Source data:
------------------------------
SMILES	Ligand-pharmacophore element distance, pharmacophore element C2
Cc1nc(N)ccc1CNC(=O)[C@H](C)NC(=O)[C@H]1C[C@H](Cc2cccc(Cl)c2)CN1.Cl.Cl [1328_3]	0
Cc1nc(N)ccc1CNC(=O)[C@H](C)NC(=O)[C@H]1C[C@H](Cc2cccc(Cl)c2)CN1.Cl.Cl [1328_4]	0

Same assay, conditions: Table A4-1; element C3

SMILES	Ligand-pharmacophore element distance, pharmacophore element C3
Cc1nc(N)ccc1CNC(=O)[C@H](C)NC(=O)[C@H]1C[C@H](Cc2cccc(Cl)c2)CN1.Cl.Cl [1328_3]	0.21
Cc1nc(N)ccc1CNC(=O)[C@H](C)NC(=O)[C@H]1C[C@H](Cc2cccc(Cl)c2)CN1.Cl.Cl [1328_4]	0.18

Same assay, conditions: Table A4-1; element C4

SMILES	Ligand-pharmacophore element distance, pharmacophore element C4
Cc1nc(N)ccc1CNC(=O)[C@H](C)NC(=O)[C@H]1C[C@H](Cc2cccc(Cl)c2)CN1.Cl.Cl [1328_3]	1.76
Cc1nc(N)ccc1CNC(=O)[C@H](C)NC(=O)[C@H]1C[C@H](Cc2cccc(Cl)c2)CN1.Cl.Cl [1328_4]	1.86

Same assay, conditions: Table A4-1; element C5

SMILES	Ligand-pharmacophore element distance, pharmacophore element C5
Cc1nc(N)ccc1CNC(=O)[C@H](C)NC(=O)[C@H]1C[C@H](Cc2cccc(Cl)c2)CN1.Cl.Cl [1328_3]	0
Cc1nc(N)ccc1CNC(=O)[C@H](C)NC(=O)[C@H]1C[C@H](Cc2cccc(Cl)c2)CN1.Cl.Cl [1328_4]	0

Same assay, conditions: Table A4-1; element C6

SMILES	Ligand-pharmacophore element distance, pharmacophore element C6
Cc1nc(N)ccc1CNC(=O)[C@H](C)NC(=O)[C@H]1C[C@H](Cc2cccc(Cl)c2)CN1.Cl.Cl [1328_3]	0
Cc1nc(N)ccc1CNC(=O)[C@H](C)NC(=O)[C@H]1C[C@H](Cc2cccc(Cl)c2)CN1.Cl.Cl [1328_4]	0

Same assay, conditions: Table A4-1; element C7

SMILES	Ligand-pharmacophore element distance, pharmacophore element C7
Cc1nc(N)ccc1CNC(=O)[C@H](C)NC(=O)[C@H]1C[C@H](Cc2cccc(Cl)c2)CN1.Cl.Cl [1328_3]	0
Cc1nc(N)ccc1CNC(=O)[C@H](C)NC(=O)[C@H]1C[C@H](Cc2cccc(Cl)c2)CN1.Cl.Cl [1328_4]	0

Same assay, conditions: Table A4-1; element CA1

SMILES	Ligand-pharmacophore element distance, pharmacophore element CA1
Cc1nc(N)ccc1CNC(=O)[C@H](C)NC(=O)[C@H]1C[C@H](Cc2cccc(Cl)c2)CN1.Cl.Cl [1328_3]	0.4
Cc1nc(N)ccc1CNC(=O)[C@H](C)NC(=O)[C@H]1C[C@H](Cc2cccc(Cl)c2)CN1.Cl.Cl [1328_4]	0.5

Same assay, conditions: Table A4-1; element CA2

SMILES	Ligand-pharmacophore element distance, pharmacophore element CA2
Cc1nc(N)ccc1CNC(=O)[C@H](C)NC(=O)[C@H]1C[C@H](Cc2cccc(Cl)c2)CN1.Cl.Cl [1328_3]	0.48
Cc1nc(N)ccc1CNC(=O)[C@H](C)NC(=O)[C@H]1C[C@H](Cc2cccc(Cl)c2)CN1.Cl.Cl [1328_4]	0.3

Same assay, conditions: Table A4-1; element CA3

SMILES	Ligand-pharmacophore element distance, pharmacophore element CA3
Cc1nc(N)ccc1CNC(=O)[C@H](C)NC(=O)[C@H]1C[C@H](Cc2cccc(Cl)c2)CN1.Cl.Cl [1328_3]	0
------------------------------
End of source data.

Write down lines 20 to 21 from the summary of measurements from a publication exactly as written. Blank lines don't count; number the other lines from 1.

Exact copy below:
Same assay, conditions: Table A4-1; element C7

SMILES	Ligand-pharmacophore element distance, pharmacophore element C7